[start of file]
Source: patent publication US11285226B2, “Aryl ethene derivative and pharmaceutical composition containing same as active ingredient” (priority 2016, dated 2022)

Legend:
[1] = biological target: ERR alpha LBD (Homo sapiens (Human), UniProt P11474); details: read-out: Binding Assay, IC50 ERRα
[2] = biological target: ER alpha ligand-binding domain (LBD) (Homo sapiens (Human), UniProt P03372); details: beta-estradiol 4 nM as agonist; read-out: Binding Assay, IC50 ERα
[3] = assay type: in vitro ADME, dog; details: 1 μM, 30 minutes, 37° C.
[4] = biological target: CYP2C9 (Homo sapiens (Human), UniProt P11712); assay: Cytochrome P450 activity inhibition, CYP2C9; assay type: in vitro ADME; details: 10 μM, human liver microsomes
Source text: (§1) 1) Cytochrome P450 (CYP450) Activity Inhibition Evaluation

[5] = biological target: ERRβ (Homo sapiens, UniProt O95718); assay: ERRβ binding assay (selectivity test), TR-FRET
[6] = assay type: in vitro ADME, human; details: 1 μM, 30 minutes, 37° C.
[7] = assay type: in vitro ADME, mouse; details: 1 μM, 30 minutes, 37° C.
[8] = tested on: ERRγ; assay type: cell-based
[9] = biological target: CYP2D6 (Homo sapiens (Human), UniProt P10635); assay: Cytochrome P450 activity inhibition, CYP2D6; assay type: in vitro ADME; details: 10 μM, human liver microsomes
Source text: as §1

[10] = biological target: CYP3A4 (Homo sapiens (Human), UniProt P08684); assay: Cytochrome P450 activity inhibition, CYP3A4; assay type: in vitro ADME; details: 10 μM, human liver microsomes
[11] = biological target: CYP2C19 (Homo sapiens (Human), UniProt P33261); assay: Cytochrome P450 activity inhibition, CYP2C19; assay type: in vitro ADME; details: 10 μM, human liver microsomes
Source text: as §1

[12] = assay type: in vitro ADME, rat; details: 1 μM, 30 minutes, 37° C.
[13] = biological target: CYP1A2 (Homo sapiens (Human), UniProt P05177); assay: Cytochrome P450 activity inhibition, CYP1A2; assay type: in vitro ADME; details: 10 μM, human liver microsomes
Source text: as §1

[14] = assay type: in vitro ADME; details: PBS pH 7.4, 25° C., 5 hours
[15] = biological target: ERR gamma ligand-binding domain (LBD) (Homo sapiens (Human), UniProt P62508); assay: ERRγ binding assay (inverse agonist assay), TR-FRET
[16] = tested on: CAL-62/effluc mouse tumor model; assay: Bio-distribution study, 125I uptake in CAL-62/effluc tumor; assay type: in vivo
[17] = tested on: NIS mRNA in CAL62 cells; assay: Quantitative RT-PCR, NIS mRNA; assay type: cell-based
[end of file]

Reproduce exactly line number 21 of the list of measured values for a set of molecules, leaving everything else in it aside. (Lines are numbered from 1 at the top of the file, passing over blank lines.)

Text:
[15] = biological target: ERR gamma ligand-binding domain (LBD) (Homo sapiens (Human), UniProt P62508); assay: ERRγ binding assay (inverse agonist assay), TR-FRET